Concerns in domestic economy meant a stable GBPAUD exchange rate: pound to Australian dollar unchanged, which contradicted the established trend of the Aussie dollar.
For people planning to emigrate to Australia, it is now more important than ever to talk to a foreign exchange professional.
Here are Peter's comments for this second week of February.
It seems concerns about the domestic economy in Australia have limited AUD strength again this past week! The GBPAUD exchange rate has been unusually stable. (For people that don't know, the established trend is for the Australian dollar to gain and gain against the pound, lifted on Chinese demand for Australian commodities.)
On the one hand Chinese demand remains strong, fuelling continued growth in Australian mining and exports. But on the other hand, there's a sense that a two-speed economy is developing in Australia, concerning a troubling domestic outlook.
For instance, retail sales in Australia declined -0.1% last week, beneath expectations for a +0.2% increase.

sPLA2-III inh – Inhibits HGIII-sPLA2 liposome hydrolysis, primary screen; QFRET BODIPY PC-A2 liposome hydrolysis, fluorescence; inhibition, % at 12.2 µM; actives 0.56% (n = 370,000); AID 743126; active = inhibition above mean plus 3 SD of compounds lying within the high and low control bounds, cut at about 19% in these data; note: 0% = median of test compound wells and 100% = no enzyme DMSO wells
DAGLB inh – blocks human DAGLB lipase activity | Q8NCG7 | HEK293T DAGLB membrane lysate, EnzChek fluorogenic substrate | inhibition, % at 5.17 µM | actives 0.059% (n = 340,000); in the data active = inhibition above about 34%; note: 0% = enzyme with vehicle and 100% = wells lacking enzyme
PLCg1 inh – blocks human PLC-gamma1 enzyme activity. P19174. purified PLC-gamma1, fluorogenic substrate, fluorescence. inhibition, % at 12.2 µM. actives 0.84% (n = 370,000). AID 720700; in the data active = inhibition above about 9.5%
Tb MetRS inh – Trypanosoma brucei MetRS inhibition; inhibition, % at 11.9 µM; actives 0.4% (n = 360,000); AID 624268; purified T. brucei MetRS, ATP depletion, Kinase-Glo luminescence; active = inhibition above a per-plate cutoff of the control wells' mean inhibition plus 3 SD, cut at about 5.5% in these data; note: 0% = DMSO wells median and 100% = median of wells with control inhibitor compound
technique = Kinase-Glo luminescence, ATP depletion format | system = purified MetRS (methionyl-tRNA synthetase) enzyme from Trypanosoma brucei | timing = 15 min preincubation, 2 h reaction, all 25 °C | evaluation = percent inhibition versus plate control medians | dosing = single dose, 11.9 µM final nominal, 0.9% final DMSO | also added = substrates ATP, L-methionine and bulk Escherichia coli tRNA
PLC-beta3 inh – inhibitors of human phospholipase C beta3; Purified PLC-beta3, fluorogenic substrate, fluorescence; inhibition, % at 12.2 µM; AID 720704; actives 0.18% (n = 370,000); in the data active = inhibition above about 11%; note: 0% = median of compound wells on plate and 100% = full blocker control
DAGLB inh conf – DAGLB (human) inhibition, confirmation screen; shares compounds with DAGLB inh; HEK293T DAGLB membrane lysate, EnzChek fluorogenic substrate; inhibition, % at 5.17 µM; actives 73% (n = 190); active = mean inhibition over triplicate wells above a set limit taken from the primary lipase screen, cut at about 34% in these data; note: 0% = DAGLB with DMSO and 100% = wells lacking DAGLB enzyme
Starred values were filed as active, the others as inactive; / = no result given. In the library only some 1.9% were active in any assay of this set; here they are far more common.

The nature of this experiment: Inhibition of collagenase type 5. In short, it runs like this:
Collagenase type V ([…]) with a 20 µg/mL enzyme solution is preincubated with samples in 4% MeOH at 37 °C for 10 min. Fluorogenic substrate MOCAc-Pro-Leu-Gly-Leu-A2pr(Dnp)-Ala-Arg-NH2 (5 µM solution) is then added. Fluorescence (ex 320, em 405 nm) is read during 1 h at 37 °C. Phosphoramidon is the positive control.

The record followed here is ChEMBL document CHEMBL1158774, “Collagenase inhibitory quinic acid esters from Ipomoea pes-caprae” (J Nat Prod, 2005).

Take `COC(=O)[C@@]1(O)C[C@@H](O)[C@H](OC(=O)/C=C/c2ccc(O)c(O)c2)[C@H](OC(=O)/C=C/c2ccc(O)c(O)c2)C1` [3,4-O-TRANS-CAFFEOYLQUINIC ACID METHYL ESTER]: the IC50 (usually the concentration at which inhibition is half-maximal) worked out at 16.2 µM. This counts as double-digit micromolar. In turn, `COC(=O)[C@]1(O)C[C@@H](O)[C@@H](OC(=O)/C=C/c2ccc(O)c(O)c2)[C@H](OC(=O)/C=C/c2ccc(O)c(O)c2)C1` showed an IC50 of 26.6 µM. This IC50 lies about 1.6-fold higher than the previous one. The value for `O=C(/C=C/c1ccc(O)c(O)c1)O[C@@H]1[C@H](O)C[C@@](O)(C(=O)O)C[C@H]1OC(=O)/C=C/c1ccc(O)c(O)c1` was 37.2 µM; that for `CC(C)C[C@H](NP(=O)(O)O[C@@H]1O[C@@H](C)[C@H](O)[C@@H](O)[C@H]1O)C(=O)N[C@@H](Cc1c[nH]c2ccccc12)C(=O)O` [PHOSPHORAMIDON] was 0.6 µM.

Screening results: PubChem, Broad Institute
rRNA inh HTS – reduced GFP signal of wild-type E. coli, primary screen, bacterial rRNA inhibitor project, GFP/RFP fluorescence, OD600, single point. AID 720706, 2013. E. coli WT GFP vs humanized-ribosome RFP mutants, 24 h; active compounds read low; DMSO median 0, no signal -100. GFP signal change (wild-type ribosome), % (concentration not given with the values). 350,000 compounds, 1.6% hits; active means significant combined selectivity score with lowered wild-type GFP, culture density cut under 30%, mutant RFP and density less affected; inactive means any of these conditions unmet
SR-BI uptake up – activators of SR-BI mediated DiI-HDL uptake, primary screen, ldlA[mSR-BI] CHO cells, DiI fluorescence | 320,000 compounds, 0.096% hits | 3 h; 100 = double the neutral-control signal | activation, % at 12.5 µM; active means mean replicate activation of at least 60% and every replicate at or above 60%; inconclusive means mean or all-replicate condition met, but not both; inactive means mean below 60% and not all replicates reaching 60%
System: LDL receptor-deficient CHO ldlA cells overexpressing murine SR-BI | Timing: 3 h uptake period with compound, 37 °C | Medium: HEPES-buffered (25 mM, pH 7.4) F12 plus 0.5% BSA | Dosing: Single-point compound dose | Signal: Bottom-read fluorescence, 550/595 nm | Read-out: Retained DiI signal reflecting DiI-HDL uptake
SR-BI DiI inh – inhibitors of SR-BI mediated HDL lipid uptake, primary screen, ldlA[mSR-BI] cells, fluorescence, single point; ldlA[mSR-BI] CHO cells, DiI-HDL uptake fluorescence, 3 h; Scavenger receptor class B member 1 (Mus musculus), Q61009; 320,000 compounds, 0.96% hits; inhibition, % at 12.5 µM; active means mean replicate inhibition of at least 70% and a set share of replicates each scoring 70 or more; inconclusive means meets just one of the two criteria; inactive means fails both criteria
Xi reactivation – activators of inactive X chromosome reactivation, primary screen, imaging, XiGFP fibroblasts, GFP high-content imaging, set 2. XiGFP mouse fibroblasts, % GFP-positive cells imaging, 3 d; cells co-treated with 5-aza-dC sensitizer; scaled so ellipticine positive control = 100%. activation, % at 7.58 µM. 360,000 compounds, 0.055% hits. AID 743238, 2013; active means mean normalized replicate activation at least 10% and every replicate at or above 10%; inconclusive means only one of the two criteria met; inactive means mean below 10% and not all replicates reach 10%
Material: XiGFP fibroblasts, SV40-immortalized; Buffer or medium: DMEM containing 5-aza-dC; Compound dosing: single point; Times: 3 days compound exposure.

In part this reflects concerns regarding Europe.
The crisis in Greece has encouraged consumers to save rather than spend, while businesses hold off hiring.
This is because, of course, people prefer to be cautious so long as Europe might plunge the globe into a second recession!
However in addition, these disappointing retail sales reflect growing concern about the Australian economy itself.
For one, the rising dollar has made Australian manufacturing highly uncompetitive. It has become much more expensive to export Australian goods, prompting thousands of people in manufacturing to lose their jobs in the past 36 months. In this sense, though Chinese demand has been a boon for Australian, it has had unfortunate side effects too.
In addition, it is perhaps for this reason that this week Australian politicians have been at odds regarding helping manufacturing.
Prime Minister Julia Gillard for instance has pledged unlimited support for manufacturing firms. (This is a euphemism to suggest she'll pile endless public funds into manufacturing firms to prevent them going bankrupt.)
But on the other hand, opposition leader Tony Abbott has accused Ms. Gillard of exacerbating the problem. He argues that her proposed carbon tax (to come into effect in a few months) will add to pressure on Australian manufacturing, sending more firms out of business.
Of course, regardless of who is right, it seems obvious this is a growing problem inside Australia. The question then is whether this might limit AUD strength in coming months, or whether Chinese demand will continue to push the dollar even higher regardless.